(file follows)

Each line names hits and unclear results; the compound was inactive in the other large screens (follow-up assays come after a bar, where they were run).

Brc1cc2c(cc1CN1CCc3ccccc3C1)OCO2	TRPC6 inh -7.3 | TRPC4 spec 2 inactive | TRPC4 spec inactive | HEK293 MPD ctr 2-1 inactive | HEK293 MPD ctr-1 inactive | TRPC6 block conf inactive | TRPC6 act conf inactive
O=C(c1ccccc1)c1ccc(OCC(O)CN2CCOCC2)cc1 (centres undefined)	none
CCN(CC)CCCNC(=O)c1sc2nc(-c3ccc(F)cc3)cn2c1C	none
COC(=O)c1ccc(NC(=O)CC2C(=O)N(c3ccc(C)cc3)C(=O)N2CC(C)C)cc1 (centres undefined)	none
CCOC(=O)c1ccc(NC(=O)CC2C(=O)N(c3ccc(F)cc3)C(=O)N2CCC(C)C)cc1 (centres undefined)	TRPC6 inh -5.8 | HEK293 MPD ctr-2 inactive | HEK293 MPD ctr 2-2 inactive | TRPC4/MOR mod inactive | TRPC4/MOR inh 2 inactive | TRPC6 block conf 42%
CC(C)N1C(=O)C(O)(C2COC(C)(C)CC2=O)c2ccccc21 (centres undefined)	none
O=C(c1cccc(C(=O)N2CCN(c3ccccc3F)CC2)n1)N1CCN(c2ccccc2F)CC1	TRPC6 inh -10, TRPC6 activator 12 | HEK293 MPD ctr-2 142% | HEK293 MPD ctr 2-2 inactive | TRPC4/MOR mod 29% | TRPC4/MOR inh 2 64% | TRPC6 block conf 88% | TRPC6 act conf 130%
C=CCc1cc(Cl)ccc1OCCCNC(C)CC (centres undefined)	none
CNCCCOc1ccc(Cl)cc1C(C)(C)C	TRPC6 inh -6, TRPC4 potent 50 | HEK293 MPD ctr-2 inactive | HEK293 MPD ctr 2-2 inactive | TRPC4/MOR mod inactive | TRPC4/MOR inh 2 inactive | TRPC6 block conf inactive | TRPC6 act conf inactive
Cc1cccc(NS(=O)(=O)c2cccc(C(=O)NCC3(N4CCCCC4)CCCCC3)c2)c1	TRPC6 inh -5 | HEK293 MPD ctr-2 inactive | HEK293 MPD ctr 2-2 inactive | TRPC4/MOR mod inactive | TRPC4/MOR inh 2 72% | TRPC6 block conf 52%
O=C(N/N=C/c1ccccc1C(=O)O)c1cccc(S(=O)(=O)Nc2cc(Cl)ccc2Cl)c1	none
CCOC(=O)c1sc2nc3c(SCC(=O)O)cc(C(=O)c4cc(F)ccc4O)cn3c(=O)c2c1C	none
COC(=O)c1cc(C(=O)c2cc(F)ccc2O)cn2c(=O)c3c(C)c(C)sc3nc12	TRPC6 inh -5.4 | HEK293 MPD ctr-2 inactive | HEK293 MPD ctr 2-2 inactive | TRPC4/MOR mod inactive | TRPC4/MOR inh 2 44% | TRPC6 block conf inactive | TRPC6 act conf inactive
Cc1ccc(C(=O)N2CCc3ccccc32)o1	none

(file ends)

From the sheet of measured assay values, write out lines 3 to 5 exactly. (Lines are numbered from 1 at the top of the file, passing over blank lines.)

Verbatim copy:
O=C(c1ccccc1)c1ccc(OCC(O)CN2CCOCC2)cc1 (centres undefined)	none
CCN(CC)CCCNC(=O)c1sc2nc(-c3ccc(F)cc3)cn2c1C	none
COC(=O)c1ccc(NC(=O)CC2C(=O)N(c3ccc(C)cc3)C(=O)N2CC(C)C)cc1 (centres undefined)	none